Friday, 23 June 2017

There can be no turning back

It is a year since Britain voted to leave the EU. I've never understood this ritual of having to write about something just because an arbitrary period of time has passed. After all, nothing has changed. We still don't know what Brexit looks like, we still don't have a plan, Brexiteers are still awful and remainers are even worse.

What makes the remainers worse, generally speaking, is that they want the want this whole enterprise to fail and are rooting for the other side. Academia especially. This makes me all the more glad I voted to leave. I cannot name a more spoiled, selfish self-entitled bunch. More generally the tone from the remain side has become ever more shrill. There is a clamour to halt Brexit by any means necessary even if that puts us in a worse position than actually leaving.

And you know what? So much as I am deeply worried about the direction of travel and the manifest incompetence of our government I still don't care a jot for what any of these people think. I am still glad we are leaving and any Brexit is better than remaining. And I will tell you for why.

Yesterday a remain inclined individual demanded to know why I would vote against my interests, asking what I would personally gain from Brexit. This is actually quite typical. I get this all the time. It would seem that politics to some is all a about "what's in it for me?".

As to what I personally gain from Brexit, I would have to say nothing at all. Some things transcend immediate financial gain. This above all is about safeguarding and reinventing British democracy. From the age of tyrant kings to the modern age of tyrant parliaments the clamour has always been for more power. More for them and less for you. For all that the EU is a largely benign technocracy is one that exists only for the accumulation of power.

Brexit, one hopes, will put the brakes on this. Encoded in the DNA are "ever closer union". In theory that is supposed to be a union of European peoples but in practice in means a union of ruling elites and democracy-phobic institutions. This is why we get such a torrent of wailing from the left and academia. Brexit deprives them of their means of inserting their agenda into politics and slays the goose that lays the golden eggs.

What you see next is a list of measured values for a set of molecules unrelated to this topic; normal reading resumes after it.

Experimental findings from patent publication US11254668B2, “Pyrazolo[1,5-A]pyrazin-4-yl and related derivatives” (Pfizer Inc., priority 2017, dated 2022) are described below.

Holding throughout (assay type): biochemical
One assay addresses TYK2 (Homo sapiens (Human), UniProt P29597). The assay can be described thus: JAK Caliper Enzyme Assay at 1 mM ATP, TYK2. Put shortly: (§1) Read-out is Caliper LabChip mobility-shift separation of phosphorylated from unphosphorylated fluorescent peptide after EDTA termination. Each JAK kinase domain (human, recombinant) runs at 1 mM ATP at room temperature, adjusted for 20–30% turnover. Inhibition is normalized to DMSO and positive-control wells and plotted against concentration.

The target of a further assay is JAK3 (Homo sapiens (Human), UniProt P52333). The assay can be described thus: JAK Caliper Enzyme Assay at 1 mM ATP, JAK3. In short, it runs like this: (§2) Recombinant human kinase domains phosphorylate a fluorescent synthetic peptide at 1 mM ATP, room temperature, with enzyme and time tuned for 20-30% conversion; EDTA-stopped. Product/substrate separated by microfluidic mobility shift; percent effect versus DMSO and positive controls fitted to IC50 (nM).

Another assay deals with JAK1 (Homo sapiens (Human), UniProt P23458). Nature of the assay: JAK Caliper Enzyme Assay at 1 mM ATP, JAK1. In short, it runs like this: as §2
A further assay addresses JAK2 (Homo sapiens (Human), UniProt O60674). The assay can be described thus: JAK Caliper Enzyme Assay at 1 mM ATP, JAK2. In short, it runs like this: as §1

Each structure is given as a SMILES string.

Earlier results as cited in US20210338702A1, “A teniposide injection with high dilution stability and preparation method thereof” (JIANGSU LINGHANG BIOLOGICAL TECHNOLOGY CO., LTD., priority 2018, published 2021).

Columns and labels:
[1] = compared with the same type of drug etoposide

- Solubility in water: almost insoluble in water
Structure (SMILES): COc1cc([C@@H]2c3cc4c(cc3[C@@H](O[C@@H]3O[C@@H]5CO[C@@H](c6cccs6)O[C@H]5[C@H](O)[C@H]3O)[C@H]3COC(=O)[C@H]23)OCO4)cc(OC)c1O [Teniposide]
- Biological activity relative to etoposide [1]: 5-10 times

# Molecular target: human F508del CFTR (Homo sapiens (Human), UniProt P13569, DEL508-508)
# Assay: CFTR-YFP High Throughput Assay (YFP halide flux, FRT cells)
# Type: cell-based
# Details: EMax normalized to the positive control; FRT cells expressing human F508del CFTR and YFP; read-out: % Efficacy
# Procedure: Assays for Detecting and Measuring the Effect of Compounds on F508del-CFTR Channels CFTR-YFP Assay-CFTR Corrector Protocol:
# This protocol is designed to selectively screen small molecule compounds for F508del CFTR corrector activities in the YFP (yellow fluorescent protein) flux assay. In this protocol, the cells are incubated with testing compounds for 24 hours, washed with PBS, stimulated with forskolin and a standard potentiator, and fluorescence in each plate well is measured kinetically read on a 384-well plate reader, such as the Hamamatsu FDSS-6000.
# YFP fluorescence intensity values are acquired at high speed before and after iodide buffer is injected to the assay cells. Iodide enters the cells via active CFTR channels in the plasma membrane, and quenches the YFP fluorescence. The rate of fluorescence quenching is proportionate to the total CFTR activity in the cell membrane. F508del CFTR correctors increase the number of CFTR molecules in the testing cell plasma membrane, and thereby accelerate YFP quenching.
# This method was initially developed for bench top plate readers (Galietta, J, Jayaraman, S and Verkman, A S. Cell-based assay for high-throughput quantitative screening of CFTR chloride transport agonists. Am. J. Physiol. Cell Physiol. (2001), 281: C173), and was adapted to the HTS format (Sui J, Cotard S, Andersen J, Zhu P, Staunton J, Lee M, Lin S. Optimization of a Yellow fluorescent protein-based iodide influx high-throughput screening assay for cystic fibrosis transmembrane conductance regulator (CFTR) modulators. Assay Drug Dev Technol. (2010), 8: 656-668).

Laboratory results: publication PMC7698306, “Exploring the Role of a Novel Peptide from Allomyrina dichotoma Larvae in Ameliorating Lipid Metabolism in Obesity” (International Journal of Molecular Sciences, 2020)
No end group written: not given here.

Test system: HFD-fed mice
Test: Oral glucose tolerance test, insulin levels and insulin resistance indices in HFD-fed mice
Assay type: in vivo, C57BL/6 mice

This is why this week, on this anniversary of Brexit we are only hearing what Brexit costs in financial terms and not what we stand to gain. Whichever mode Brexit takes, assuming they don't manage to subvert it, we are looking at a complete overhaul of the statute book which will likely precipitate a more far reaching reform of the constitution. Brexit is a gateway drug to greater democracy. A cleansing forest fire.

It's true that if we didn't want all this cost and upheaval then the smart thing to do would have been to vote to remain, but I very much do want to see every rock lifted to see what crawls out. Already Brexit has exposed just how spoiled, whiny and cosseted half the population is and just how anti-democracy many of them have become.

We are told that Brexit chews up parliament for the next decade preventing it from doing anything else. That actually tells you a lot about the remainer mentality. They view Brexit as an abstract rather than something that touches on every strata of public life. In that they show a greater ignorance of the EU than even the hardest of Brexiteers. In just a few short months we have gone from "the EU doesn't make our laws and we are sovereign" to "sovereignty doesn't really exist and by the way look at this massive volume of laws we have to sort out".

More than anything Brexit is a major work of legal engineering and even if we port over all of the EU acquis and we change very little, it is still a significant constitutional change where, if we do it right, we are no longer importing volumes of law without judgement or scrutiny. And that is really the point of this exercise - to ensure that the last word rests with the British people and that laws can be repealed on the say so of the British people alone.